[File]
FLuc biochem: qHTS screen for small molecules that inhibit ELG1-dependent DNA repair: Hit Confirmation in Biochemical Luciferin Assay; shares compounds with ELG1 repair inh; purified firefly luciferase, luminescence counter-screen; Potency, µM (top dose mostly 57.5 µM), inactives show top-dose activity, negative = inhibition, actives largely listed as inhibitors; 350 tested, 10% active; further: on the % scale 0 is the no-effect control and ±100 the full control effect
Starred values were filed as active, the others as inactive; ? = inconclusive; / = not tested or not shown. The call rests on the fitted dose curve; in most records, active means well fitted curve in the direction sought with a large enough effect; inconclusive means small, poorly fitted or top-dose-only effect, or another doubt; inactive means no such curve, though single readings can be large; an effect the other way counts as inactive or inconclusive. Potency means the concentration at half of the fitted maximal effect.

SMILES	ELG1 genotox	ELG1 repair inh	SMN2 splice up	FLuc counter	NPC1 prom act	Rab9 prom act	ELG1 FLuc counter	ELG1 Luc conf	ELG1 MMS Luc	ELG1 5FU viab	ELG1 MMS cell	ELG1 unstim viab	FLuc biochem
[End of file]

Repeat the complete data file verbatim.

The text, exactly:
FLuc biochem: qHTS screen for small molecules that inhibit ELG1-dependent DNA repair: Hit Confirmation in Biochemical Luciferin Assay; shares compounds with ELG1 repair inh; purified firefly luciferase, luminescence counter-screen; Potency, µM (top dose mostly 57.5 µM), inactives show top-dose activity, negative = inhibition, actives largely listed as inhibitors; 350 tested, 10% active; further: on the % scale 0 is the no-effect control and ±100 the full control effect
Starred values were filed as active, the others as inactive; ? = inconclusive; / = not tested or not shown. The call rests on the fitted dose curve; in most records, active means well fitted curve in the direction sought with a large enough effect; inconclusive means small, poorly fitted or top-dose-only effect, or another doubt; inactive means no such curve, though single readings can be large; an effect the other way counts as inactive or inconclusive. Potency means the concentration at half of the fitted maximal effect.

SMILES	ELG1 genotox	ELG1 repair inh	SMN2 splice up	FLuc counter	NPC1 prom act	Rab9 prom act	ELG1 FLuc counter	ELG1 Luc conf	ELG1 MMS Luc	ELG1 5FU viab	ELG1 MMS cell	ELG1 unstim viab	FLuc biochem